I don’t NEED 50 grumpy (printed plastic Junque) owls on my shelves, but I have them. Color samples I call them. A visual reminder of the color, that happens to be presented in the form of a grumpy owl.
It’s 100% totally cool to design something in 3D CAD and then hold that plastic item in my hand a few hours later. It’s Junque when I have no real (practical) use for creating it.
A hand carved one-piece wooden ball in a cage and a 3D printed version are both Junque. But there is a big difference in effort and skill to produce them.
As a kid, I assembled a lot of plastic models. As an adult I can now design and make similar plastic parts, usually already assembled. The hobby 3D printer is a great plastic model maker. Especially since the output of my printers is plastic.
To me, all plastic models are a form of Junque. They just set around and are looked at. Maybe “played” with and examined as in imagining the “real” thing. An object becomes a visual reminder. All my childhood plastic models became “Objects de Junque” and were thrown away. But a lifetime of learning to “make” and understand what those models represented, remain with me.
Dimensional art is a part of human culture. A statue is a “model” of someone or something. It is a dimensional picture. For that, it has value.
If a cast bronze figurine and an exact copy printed in plastic are offered as a choice, the one cast in bronze will most certainly be picked as the most valuable. It’s a type of material “caste system” (pun intended) of value judgement, with plastic being a lower class of material. (I choose to call Junque.)
But maybe all I want is the (low value) plastic replica. I can understand. I don’t NEED the bronze version. (Or a REAL skull of a dinosaur…)
The desktop 3D printer is accepted as an excellent proof of concept maker, that outputs those concepts in fused or resin plastic. If plastic is the finished material of choice with suitable characteristics, the 3D print is the final product. In this use, it is not a model. It is the product.
Most hobbyist like me, will never own commercial 3D manufacturing systems using exotic metallic materials. I can use a desktop printed plastic part as the prototype model for more expensive manufacturing. I do that with some of my silver jewelry creations.
Bottom line. Plastic 3D printing is a great addition to my creative skills. It is not necessarily a better system than other methods. There is an enjoyment, just in the making.
We are back! The template that controls the appearance of the website is the same. The old content is gone, and this is a fresh start. I will bring back some of the old pictures, but it may be with a different story.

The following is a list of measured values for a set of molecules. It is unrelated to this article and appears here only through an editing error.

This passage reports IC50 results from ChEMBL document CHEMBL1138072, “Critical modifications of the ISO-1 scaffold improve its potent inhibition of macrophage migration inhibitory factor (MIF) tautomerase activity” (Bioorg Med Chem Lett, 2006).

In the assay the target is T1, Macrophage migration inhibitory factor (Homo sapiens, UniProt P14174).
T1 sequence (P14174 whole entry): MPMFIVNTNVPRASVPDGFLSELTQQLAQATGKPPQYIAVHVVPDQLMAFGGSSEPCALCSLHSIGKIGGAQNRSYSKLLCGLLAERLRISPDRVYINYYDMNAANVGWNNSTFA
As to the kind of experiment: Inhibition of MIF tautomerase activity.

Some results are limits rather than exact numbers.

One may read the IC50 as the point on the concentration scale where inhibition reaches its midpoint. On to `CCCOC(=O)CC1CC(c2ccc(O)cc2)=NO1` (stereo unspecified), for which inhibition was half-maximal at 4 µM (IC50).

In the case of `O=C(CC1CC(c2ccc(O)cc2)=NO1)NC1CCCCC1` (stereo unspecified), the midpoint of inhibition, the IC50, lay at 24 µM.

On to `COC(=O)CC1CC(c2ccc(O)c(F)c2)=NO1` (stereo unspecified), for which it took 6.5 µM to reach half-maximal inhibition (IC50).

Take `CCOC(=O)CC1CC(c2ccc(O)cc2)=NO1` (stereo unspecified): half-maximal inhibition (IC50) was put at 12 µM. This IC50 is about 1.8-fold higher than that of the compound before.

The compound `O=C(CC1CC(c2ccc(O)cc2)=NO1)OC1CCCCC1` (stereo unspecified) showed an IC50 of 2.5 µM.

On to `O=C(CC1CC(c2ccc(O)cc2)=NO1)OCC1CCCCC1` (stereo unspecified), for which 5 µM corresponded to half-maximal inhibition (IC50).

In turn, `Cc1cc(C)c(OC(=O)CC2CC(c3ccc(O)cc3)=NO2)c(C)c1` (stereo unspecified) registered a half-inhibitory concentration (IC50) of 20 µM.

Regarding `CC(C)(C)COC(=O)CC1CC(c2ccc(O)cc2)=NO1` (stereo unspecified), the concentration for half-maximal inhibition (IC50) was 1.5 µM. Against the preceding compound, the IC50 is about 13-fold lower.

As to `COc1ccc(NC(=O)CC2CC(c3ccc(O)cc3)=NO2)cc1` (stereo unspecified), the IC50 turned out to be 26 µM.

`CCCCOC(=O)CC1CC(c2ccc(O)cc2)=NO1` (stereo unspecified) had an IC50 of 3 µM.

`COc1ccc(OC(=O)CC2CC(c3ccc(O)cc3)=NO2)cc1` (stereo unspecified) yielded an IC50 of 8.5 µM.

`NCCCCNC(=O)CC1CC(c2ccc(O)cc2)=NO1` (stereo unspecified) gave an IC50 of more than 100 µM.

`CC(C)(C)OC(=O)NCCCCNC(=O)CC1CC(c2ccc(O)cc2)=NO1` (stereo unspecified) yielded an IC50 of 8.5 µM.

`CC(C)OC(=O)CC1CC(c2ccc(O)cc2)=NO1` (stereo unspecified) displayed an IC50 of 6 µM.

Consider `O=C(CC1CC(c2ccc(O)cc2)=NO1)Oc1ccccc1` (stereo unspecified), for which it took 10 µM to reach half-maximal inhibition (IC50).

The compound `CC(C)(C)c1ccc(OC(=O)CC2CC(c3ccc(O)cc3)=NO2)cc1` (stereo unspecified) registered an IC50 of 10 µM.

I am not going to lay down any ground rules. Just enjoy showing what’s happening in my little world of 3D printing. One thing though. I realized a lot of hobby 3D printing is plastic junk and trinkets. I am guilty of that myself. I have labeled such printing I have done as producing plastic Junque, just to give it a fancy name.
For sure, I will continue printing plastic Junque. I want the focus of Dimensional Print Studio to be on invention, design and engineering. The printing is simply the manufacturing final stage of the process.
I am not selling 3D printers. So, I am not promoting the machines I use. I will talk about their features and faults and how that affects the design of what I create. It’s completely plausible to create designs that can’t be printed because of the nature of the process. Same goes for any machine tool in the workshop.
This website is dedicated to utilizing various hobby level three-dimensional printing systems. Using proper material application, design and engineering, items of enduring value and practical purpose are created. Little to no Junque designs are permitted. Oops, that sounds a bit like a rule to be broken…
Summing up, my goal is to show and tell how I design and make quality plastic things intended for dimensional printing. It’s the project design that is the prime focus of Dimensional Print Studio. The printer is a computer operated machine tool that simply follows our directions to produce a tangible output.